I've been a huge fan of Michelin PSS tires and exclusively bought them for the Mustang over the last four years. So how did I end up here? This year, I was hugely interested in trying an "R-comp" tire. I had my eyes set on Bridgestone Potenza RE-71R's for two simple reasons: price and reputation. Although not a true "R-comp" tire on paper, it performs like one by the account of every single test and review I've read (down to wear rates...). They seem like they're easily the most affordable (from a big brand) R-comp tire and combine that with a reputation for having tons of grip, it was an easy top contender. I had my concerns, though. For one, I'm told and have read that they are an autox tire, not really designed for high speed, pressure, and temps associated with open track. For another, the Mustang is a heavy car (as far as track cars are concerned) being roughly 3,800 lb. (including driver), which will amplify the unwanted open track loads.…

Stock Suspension S197 Mustang With Square 305/30/19's

If you've had any doubts about whether or not they will fit, fear not! You absolutely can run square 305/30/19's. I had a lot of doubts before pulling the trigger, even more so when the wheels where on the car. The tires do poke out a bit and I figured rubbing is all but guaranteed at full compression but I couldn't be happier I trusted APEX and those on here who have run it.

Here's what you need:

1. Camber plates: I have MM C/C plates and they are maxed out at -2.3 deg with the stock struts. I have been running them for years with many track days without issue.

2. 1"/25 mm spacer: I have Motorsport-tech 1" spacers and they look like high quality units. There is maybe a 1/4 inch clearance in the back so you can't go any narrower than 25 mm. http://www.motorsport-tech.com/adaptec/car/ford_s and you want Design 2.


3. Elongated studs: your best bet is to get the FPP hubs with elongated studs instead of reusing the old one. Bearings are consumables anyway so…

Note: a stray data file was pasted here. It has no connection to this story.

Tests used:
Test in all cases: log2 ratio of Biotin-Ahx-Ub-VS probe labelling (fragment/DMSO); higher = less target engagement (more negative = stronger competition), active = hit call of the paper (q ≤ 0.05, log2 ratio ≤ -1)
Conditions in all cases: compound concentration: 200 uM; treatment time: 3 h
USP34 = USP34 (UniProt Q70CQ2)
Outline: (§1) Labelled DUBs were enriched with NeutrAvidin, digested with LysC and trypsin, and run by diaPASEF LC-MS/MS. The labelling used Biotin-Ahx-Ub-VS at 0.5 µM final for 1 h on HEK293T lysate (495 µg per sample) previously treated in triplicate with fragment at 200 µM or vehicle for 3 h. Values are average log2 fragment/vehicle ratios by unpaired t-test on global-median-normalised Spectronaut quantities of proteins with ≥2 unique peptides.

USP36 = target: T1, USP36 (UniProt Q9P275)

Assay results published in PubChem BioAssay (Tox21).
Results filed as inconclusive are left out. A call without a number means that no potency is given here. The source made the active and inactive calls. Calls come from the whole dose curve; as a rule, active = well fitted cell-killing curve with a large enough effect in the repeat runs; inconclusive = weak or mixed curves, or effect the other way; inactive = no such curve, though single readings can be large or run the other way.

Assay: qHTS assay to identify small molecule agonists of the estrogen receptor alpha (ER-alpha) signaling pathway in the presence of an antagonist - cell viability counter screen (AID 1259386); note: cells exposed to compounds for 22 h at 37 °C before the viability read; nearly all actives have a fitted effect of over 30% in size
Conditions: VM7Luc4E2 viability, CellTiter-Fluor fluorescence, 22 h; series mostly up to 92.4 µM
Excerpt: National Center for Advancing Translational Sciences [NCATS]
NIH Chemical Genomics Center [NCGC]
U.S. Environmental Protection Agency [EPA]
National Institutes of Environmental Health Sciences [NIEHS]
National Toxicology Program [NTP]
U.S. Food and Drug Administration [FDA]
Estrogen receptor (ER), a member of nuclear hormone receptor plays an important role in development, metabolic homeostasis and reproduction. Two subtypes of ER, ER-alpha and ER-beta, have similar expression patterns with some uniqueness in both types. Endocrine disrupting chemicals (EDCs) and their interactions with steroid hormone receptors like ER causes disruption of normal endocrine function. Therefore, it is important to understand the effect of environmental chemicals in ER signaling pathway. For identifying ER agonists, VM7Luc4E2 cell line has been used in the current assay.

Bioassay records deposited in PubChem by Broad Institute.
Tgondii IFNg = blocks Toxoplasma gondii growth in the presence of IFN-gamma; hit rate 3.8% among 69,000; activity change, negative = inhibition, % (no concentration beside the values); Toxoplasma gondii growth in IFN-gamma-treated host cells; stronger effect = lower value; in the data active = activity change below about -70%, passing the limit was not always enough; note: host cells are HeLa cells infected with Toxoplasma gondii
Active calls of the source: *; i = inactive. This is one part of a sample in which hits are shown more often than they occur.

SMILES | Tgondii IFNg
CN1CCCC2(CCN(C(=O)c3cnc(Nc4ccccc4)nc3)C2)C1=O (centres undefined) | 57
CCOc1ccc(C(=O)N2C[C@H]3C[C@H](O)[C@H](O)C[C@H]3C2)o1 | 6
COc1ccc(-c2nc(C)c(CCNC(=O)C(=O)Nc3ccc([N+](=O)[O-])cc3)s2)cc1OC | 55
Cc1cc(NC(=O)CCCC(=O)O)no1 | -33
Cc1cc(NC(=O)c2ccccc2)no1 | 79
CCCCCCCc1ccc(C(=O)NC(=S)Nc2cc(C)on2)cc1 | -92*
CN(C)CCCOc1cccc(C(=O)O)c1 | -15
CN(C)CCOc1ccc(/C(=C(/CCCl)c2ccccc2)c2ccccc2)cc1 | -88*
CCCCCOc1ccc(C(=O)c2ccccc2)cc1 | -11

The Truth behind Owning a Modified Ferrari 458 Italia

After driving and reviewing this modified 620 hp Ferrari 458 Italia, I talk to the owner to find out the truth behind owning and living with a modern Ferrari. This isn't a garage queen Ferrari either, it serves double duty as an every day car and track car. Watch to find out ownership costs, reliability, and experience. Interested in joining Scott at the track? Check out MHPDC.

Liked this? Make sure to subscribe so you don't miss new videos!



Follow Rams Eye The Track Guy on Facebook and Instagram!






View this post on Instagram
A post shared by Michael R (@ramseyethetrackguy) on May 21, 2019 at 5:17pm PDT

Michelin PSS vs Firestone Indy 500 - Track Review

A couple of weeks ago, I posted my first impressions of Michelin's PSS vs Firestone Firehawk Indy 500 tires. I've run PSS's for several years on the Boss, but I'm trying the Indy 500's for the first time. In short, I was worried about the narrower tires (I was running 285/35/18 PSS but could only find the Indy 500 in 275/35/18) and tread squirm, but I was happy with them up to that point just driving on the street. I had the chance to drive on them for three track days now. So what were they like? After my first session, they made an impression that basically persisted for the rest of track sessions on them. Phenomenal, unmatched value. Now, if value is something that stands out above all else, it typically means the compromise between qualities you want and those you don't is less than ideal, but the value is attractive. This is no different. I'll start with the bad, which really boil down to two: ultimate grip and grip longevity.

Grip is noticeably lowe…